Starks family describes shifting philosophy of funeral services
Published 9:48 am Friday, July 17, 2015
When members of the Starks Family Funeral Homes describe the services they offer as “celebrations of life,” they mean it.
Be it through setting up a miniature putting green for the golf lover or sharing copies of grandma’s prized recipe with visitors, funeral directors with the southwest Michigan company are personalizing visitation services to help grieving family and friends remember their loved one in a way that was true to their spirit.
“A lot of what we do now is what we call the ‘wow factor,’” said owner Tom Starks. “What can we do to impress the family, and surprise the family?”
Starks, joined by his father Bob and daughter Olivia, described the changing philosophy behind the way his company handles funeral services during his speech to the Dowagiac Rotary Club Thursday afternoon at the local Elks Club. The members of the Starks family were invited to speak to the club by member Barbara Groner.
Starks, whose company owns several funeral homes in the area, including Dowagiac’s Clark Chapel, has witnessed the change in attitudes that many have about funeral services, he said. While in the past nearly every family held a service following the passing of their loved one, an increasingly secular portion of the community forgo this process for their loved ones, Starks said.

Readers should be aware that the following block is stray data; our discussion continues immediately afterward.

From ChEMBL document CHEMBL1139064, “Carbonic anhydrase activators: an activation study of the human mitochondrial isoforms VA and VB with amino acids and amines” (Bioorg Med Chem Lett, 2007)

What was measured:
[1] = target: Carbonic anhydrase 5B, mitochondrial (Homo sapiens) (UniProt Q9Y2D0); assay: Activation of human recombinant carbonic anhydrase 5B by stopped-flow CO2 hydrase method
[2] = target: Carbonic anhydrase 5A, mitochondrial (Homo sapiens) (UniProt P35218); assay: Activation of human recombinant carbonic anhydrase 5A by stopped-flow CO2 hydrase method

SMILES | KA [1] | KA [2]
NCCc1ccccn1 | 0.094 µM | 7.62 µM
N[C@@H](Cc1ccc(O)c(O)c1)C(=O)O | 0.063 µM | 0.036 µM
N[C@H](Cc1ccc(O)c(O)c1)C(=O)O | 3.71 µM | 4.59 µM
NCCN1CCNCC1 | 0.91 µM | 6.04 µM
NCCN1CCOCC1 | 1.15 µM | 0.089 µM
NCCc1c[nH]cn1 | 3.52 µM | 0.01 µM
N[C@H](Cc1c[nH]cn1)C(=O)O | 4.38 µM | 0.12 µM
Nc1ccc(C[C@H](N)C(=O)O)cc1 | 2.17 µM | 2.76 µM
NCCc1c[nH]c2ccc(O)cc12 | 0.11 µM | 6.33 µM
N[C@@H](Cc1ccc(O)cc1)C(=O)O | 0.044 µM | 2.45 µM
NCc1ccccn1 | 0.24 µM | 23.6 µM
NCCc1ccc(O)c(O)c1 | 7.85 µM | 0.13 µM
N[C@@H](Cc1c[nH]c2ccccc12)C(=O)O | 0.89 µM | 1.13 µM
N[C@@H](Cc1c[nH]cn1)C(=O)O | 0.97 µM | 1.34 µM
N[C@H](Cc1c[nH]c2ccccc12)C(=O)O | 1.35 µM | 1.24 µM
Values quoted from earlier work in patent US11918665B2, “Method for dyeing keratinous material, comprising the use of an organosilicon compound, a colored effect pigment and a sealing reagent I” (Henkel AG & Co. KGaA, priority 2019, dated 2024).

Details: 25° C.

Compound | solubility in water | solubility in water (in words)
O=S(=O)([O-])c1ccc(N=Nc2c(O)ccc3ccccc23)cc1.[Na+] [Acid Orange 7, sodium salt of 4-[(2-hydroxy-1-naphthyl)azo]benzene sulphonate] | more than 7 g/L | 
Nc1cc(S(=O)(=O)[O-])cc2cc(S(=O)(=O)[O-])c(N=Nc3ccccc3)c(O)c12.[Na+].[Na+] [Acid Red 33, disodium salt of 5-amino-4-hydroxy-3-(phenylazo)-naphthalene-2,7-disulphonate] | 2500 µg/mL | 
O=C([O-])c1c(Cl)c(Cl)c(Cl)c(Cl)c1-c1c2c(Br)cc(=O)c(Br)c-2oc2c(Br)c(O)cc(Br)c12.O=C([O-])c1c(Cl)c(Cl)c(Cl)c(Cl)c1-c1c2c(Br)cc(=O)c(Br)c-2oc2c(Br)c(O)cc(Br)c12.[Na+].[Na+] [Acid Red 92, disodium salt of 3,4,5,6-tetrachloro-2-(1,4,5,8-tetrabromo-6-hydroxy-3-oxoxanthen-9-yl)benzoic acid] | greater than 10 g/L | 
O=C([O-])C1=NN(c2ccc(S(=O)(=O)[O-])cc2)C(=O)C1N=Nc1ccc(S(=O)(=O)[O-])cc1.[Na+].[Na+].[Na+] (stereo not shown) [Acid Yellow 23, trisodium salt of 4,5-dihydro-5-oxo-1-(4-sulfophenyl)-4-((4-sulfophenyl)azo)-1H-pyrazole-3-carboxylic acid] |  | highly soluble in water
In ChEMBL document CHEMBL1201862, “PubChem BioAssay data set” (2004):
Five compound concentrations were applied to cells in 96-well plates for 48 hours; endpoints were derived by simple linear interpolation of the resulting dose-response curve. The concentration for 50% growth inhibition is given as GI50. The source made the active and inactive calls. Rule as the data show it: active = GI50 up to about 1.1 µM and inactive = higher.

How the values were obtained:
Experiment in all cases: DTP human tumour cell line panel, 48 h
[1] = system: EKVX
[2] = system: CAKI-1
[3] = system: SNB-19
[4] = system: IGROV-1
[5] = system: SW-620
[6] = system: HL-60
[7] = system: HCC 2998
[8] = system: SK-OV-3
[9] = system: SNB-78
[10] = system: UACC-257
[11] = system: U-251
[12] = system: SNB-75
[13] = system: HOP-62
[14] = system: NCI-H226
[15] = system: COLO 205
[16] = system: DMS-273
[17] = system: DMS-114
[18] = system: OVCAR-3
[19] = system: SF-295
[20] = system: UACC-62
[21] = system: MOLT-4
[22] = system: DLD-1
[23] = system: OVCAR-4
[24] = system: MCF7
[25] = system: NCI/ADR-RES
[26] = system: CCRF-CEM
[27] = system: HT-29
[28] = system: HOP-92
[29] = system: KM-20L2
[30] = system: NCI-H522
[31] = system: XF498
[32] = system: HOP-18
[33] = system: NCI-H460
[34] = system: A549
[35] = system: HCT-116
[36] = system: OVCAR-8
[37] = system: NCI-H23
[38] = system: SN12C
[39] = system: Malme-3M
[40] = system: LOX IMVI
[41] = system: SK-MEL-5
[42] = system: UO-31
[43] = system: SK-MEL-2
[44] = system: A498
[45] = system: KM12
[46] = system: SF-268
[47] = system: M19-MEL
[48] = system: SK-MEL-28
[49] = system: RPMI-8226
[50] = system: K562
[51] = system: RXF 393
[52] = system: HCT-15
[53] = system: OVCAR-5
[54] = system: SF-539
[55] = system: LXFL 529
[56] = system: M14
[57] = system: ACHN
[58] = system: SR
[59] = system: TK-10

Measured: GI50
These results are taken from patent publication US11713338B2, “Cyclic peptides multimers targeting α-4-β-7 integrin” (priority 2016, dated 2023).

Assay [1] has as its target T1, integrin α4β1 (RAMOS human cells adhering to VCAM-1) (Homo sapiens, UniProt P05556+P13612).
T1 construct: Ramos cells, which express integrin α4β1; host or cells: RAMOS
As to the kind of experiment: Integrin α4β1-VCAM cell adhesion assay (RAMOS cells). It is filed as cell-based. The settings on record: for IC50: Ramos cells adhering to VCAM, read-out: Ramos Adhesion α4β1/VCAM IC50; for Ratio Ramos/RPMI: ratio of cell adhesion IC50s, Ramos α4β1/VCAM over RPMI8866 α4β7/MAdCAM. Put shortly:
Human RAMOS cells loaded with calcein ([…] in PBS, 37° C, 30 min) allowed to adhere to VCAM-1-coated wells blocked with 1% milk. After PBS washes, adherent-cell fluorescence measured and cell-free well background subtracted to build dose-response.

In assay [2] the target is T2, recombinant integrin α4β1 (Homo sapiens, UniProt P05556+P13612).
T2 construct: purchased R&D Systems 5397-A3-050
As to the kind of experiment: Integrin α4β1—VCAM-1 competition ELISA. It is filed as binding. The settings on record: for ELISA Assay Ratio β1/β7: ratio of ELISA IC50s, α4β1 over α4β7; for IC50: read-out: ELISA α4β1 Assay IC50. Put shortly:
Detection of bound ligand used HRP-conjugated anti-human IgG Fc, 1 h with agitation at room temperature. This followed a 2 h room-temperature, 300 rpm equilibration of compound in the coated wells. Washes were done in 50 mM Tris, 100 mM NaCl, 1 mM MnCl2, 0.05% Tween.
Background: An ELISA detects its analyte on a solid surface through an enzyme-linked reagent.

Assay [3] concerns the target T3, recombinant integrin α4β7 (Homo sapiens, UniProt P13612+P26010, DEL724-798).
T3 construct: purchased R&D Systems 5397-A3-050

“They don’t see the value,” he said. “They look at funeral homes and say, ‘That’s a church, there.’”
Adding that sense of life and playfulness to an otherwise mournful period is one way that Starks funeral homes are trying to add value to their offerings, the owner said.
The rise in cremations in recent years is also something the business has stayed atop of. Working closely with the crematorium owned by Starks’ other daughter, Laura, the funeral home can ensure families that their loved ones’ remains will be taken care of close to home.
Despite the changes in how they handle services, one thing that hasn’t changed is their commitment to families and to improving the communities they call home, Starks said.
“Something my dad taught me is that we’re a service first to the community, than a business,” Starks said.